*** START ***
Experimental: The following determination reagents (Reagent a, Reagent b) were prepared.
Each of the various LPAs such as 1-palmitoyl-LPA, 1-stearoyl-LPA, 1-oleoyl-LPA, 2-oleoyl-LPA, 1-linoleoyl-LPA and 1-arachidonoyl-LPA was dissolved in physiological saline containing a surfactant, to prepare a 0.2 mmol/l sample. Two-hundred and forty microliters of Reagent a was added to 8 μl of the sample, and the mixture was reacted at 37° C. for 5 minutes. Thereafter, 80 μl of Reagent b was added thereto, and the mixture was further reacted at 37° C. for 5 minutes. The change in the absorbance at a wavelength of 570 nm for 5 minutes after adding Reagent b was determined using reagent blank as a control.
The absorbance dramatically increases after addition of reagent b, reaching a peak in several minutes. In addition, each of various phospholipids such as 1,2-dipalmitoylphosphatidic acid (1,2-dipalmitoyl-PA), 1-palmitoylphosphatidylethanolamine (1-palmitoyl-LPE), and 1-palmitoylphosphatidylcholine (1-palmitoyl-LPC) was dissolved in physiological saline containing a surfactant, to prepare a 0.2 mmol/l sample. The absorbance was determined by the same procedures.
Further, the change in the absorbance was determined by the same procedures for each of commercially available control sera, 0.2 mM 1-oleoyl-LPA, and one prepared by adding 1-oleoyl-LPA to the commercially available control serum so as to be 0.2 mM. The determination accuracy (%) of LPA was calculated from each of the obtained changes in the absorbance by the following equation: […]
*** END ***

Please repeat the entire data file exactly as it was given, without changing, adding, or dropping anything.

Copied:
Experimental: The following determination reagents (Reagent a, Reagent b) were prepared.
Each of the various LPAs such as 1-palmitoyl-LPA, 1-stearoyl-LPA, 1-oleoyl-LPA, 2-oleoyl-LPA, 1-linoleoyl-LPA and 1-arachidonoyl-LPA was dissolved in physiological saline containing a surfactant, to prepare a 0.2 mmol/l sample. Two-hundred and forty microliters of Reagent a was added to 8 μl of the sample, and the mixture was reacted at 37° C. for 5 minutes. Thereafter, 80 μl of Reagent b was added thereto, and the mixture was further reacted at 37° C. for 5 minutes. The change in the absorbance at a wavelength of 570 nm for 5 minutes after adding Reagent b was determined using reagent blank as a control.
The absorbance dramatically increases after addition of reagent b, reaching a peak in several minutes. In addition, each of various phospholipids such as 1,2-dipalmitoylphosphatidic acid (1,2-dipalmitoyl-PA), 1-palmitoylphosphatidylethanolamine (1-palmitoyl-LPE), and 1-palmitoylphosphatidylcholine (1-palmitoyl-LPC) was dissolved in physiological saline containing a surfactant, to prepare a 0.2 mmol/l sample. The absorbance was determined by the same procedures.
Further, the change in the absorbance was determined by the same procedures for each of commercially available control sera, 0.2 mM 1-oleoyl-LPA, and one prepared by adding 1-oleoyl-LPA to the commercially available control serum so as to be 0.2 mM. The determination accuracy (%) of LPA was calculated from each of the obtained changes in the absorbance by the following equation: […]